The Controversy over In Supremo, 1839

The papal condemnation of slavery in 1839 by Pope Gregory XVI in his document In Supremo still draws controversy because of the heated if not nullifying response it received from the American Catholic bishops, in particular John England, bishop of Charleston, South Carolina.

In Supremo has been the topic of a rather long-distance scholarly exchange between a priest scholar from Lincoln, Nebraska, Rev. Joel Panzer, and the prominent American Catholic intellectual and federal jurist, John T. Noonan.

Fr. Panzer has maintained that In Supremo condemned both the institution of slavery and the slave trade. Judge Noonan, following Bishop England, maintained it only condemned the latter. Fr. Panzer went right to the Latin in the document to verify that indeed, Gregory XVI did condemn slavery outright in this 1839 document, two decades before the American Civil War. (Fr. Panzer’s text contains an appendix with facing Latin and English versions of the pertinent papal documents on slavery).

Panzer took issue with Noonan’s analysis of the reception of In Supremo in Noonan’s 1993 article (John T. Noonan, Jr., “Development in Moral Doctrine,” Theological Studies 54, December 1993):

The misreading of “In Supremo” that exists among scholars today actually has its roots in the partial rejection of that Papal Constitution by the American Hierarchy over a century and a half earlier.

Panzer, J. S. (1996). The popes and slavery. Staten Island, N.Y.: Alba House, p. 48.

In his 2005 book A Church That Can and Cannot Change, Noonan dealt indirectly in a footnote with Panzer’s challenge, and maintained from documentary evidence that Bishop England strongly asserted to President Van Buren and to readers of England’s newspaper Catholic Miscellany, that he had it on the direct personal word of the Pope himself that In Supremo did not apply to the United States. In addition, Noonan enveloped his narrative on the development of In Supremo with an interesting tale of how the British ambassadors successfully lobbied the Vatican for the issuance of In Supremo, as part of the British campaign against the slave trade.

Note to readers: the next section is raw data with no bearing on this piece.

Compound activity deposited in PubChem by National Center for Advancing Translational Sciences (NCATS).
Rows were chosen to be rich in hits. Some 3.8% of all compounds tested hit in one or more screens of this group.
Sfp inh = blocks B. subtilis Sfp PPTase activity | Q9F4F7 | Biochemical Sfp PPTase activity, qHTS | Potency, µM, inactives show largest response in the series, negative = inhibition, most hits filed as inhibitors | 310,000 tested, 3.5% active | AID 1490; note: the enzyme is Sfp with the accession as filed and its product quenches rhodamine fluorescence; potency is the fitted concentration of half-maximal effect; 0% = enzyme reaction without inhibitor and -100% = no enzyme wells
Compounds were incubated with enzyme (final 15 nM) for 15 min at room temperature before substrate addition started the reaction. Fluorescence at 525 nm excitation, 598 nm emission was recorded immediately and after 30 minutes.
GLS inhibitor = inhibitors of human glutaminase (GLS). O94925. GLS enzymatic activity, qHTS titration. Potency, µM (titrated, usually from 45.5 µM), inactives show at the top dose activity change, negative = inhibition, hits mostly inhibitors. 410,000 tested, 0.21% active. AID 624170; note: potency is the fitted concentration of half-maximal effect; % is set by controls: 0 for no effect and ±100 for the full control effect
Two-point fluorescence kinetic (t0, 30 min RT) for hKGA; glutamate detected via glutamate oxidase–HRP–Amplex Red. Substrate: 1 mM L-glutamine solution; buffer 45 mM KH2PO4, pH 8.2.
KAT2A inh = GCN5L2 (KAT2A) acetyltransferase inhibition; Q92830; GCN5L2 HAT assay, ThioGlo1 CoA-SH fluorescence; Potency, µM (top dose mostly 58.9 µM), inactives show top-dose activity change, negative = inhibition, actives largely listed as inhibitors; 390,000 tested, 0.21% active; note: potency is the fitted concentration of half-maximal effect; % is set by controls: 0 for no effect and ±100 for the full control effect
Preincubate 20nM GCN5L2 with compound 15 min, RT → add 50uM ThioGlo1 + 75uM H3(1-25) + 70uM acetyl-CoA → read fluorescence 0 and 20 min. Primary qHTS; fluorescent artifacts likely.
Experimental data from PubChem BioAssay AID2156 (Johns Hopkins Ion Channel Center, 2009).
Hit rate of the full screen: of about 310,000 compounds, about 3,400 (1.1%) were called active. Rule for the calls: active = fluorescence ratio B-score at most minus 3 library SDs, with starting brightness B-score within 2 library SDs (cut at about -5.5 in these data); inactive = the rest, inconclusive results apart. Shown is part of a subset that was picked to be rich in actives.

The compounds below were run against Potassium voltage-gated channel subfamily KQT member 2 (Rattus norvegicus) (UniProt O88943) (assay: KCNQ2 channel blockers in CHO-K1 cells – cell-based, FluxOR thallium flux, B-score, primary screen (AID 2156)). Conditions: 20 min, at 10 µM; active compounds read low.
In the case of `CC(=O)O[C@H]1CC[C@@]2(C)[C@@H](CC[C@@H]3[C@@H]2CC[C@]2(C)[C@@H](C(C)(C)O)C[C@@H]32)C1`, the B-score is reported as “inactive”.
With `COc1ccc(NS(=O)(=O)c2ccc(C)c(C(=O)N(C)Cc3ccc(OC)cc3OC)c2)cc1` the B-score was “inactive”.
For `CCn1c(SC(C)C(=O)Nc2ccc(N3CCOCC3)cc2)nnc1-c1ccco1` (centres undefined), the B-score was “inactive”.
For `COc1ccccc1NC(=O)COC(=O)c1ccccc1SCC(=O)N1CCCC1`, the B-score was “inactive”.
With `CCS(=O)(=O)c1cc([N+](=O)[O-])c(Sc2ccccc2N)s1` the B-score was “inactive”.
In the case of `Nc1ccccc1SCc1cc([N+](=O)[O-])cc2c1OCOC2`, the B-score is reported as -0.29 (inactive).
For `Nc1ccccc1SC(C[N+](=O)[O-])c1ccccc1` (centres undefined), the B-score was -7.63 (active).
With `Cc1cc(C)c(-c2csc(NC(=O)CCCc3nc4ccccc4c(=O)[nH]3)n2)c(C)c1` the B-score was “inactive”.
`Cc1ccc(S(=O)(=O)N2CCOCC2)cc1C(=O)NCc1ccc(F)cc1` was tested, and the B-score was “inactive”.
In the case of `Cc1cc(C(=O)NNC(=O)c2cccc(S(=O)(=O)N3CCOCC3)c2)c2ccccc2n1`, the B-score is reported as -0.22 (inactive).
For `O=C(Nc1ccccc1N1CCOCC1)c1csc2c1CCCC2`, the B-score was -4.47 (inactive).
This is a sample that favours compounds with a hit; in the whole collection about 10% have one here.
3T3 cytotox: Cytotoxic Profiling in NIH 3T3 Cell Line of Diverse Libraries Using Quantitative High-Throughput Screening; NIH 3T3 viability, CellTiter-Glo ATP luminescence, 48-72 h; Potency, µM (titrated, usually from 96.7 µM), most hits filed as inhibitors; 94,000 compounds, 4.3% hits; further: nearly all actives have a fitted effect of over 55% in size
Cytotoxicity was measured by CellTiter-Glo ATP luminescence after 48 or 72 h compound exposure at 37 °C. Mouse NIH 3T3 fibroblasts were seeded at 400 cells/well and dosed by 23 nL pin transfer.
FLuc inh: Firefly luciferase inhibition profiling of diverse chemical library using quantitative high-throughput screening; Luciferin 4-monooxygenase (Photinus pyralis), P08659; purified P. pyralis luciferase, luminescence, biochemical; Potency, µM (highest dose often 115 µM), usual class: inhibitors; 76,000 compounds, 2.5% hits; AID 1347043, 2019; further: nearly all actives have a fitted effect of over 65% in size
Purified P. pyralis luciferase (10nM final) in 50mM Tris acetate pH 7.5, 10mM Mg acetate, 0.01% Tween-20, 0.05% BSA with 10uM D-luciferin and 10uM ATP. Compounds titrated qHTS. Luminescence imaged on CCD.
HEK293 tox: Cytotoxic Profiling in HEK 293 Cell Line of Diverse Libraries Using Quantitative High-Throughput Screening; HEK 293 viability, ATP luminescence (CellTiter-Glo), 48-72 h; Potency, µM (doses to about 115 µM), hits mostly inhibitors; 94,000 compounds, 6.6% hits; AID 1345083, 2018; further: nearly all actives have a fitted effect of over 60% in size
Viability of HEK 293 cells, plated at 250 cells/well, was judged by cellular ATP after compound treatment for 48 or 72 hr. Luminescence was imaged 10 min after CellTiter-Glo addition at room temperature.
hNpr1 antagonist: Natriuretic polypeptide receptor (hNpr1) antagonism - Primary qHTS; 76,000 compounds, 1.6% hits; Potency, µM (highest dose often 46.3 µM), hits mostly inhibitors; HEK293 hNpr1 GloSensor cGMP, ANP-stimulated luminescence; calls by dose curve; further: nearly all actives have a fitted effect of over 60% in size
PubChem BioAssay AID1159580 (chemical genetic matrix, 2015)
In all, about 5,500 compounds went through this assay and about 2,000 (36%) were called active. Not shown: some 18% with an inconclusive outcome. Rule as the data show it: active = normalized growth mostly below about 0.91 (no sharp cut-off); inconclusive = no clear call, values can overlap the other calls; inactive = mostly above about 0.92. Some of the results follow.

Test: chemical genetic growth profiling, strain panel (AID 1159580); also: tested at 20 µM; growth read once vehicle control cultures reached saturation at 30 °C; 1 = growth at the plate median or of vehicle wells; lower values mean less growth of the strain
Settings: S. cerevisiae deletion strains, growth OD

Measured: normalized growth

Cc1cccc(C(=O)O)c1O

Noonan’s response to Panzer, while polished and deft, is substantially feeble in its circumlocution, its reliance on hearsay, and his use of a genetic fallacy. For circumlocution, Noonan did not use the language of In Supremo to refute Panzer’s critique. For hearsay, Noonan in effect stated that Bishop England asserted that Gregory XVI didn’t say what he appeared to have said, and took England’s one-sided account as reliable. For genetic fallacy, Noonan accepted the British lobby-the-pope story as proof of the origin and intent of In Supremo.

History has known many bishops who have made statements in the “I’ve-got-it-straight-from-the-horse’s-mouth-that-what-he-just-said-doesn’t-apply-to-us” genre, or who have managed to assert–and this requires some advanced mastery of ecclesiastical polity–that an authoritative document states exactly the opposite of what it appears to say. One need only look at Cardinal Theodore McCarrick’s tangled and artful communication pertaining to a letter from then-Cardinal Joseph Ratzinger in 2004 on questions concerning politicians and Communion to find a similar example. If one enjoys this sort of thing, Cardinal McCarrick appears to have obliged with an encore performance in 2006. Bishops have twisted each other’s words around for centuries, so Noonan’s argument gains little by relying heavily on Bishop England’s numerous protestations to the contrary of the message of In Supremo. Whether Bishop England pulled a Cardinal McCarrick, or Cardinal McCarrick pulled a Bishop England, is for the reader to decide until some independent record of a conversation between Gregory XVI and John England can be documented.

Having known a few lobbyists, I have found few who will not assert that they have moved history, and few in their dotage who are not willing to regale a listener with how they, and not presidents or popes, made things happen. Therefore Noonan’s reliance on the British ambassador’s account does not completely hold sway. A more persuasive story of the origins of In Supremo might have been told by Noonan had the volume of evidence he provided on the British side of this story been at least partially matched by the Vatican side.

Noonan is on stronger ground when he notes that the official subtitle of In Supremo in the official Vatican documents refers to the condemnation of the slave trade. But again, the widespread persistence of this argument may only indicate that certain historians of American Catholicism tend to read titles and subtitles, and not necessarily texts.

As Fr. Panzer notes, the belief that In Supremo condemned only the slave trade, and not slavery itself, thrives within American Catholic scholarship to this day as an echo of Bishop England’s position. Noonan’s restatement of his own position in 2005 does little to undermine Panzer’s observation on this point.

I urge the reader to read the document itself, and decide upon the message of In Supremo by clicking the link in this sentence.